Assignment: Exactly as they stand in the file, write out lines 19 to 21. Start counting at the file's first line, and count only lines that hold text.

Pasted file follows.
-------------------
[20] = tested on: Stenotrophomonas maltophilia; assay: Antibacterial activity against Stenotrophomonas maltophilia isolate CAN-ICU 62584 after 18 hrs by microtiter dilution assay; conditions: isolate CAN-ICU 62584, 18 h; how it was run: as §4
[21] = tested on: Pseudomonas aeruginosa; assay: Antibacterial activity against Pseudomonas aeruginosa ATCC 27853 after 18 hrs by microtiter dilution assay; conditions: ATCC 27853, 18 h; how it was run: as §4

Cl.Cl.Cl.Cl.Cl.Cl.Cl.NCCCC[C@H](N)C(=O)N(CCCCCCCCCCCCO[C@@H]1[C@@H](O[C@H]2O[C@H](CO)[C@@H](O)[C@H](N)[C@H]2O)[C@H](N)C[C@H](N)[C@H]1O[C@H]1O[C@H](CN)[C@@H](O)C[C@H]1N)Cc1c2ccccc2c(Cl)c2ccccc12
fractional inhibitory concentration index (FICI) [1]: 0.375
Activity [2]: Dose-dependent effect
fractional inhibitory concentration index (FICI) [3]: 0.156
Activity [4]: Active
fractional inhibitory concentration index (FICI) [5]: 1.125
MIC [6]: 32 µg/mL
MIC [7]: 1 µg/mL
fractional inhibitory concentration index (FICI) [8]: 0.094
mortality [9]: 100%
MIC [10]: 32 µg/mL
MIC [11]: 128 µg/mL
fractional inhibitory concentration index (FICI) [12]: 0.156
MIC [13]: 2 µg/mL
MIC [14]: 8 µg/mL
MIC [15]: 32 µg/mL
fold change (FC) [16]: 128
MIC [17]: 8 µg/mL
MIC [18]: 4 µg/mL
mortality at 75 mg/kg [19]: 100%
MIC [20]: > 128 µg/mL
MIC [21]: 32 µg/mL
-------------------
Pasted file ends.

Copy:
fold change (FC) [16]: 128
MIC [17]: 8 µg/mL
MIC [18]: 4 µg/mL